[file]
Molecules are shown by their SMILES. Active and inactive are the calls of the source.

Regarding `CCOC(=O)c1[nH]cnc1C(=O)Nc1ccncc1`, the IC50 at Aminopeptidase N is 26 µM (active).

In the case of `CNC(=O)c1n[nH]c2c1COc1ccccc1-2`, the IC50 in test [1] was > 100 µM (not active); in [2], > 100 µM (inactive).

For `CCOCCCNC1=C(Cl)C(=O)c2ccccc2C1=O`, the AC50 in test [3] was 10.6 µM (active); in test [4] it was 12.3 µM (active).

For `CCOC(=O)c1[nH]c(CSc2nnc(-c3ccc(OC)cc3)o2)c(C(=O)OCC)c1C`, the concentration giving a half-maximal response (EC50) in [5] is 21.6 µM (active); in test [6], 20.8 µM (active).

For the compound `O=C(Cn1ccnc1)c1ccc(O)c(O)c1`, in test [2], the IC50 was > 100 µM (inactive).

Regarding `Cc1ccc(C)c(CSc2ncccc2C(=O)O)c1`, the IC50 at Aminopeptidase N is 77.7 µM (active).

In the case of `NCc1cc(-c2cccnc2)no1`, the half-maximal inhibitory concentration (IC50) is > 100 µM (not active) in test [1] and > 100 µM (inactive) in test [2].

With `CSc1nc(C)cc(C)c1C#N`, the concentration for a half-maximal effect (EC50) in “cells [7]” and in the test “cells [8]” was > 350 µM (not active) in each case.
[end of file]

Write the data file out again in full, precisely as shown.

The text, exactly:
Molecules are shown by their SMILES. Active and inactive are the calls of the source.

Regarding `CCOC(=O)c1[nH]cnc1C(=O)Nc1ccncc1`, the IC50 at Aminopeptidase N is 26 µM (active).

In the case of `CNC(=O)c1n[nH]c2c1COc1ccccc1-2`, the IC50 in test [1] was > 100 µM (not active); in [2], > 100 µM (inactive).

For `CCOCCCNC1=C(Cl)C(=O)c2ccccc2C1=O`, the AC50 in test [3] was 10.6 µM (active); in test [4] it was 12.3 µM (active).

For `CCOC(=O)c1[nH]c(CSc2nnc(-c3ccc(OC)cc3)o2)c(C(=O)OCC)c1C`, the concentration giving a half-maximal response (EC50) in [5] is 21.6 µM (active); in test [6], 20.8 µM (active).

For the compound `O=C(Cn1ccnc1)c1ccc(O)c(O)c1`, in test [2], the IC50 was > 100 µM (inactive).

Regarding `Cc1ccc(C)c(CSc2ncccc2C(=O)O)c1`, the IC50 at Aminopeptidase N is 77.7 µM (active).

In the case of `NCc1cc(-c2cccnc2)no1`, the half-maximal inhibitory concentration (IC50) is > 100 µM (not active) in test [1] and > 100 µM (inactive) in test [2].

With `CSc1nc(C)cc(C)c1C#N`, the concentration for a half-maximal effect (EC50) in “cells [7]” and in the test “cells [8]” was > 350 µM (not active) in each case.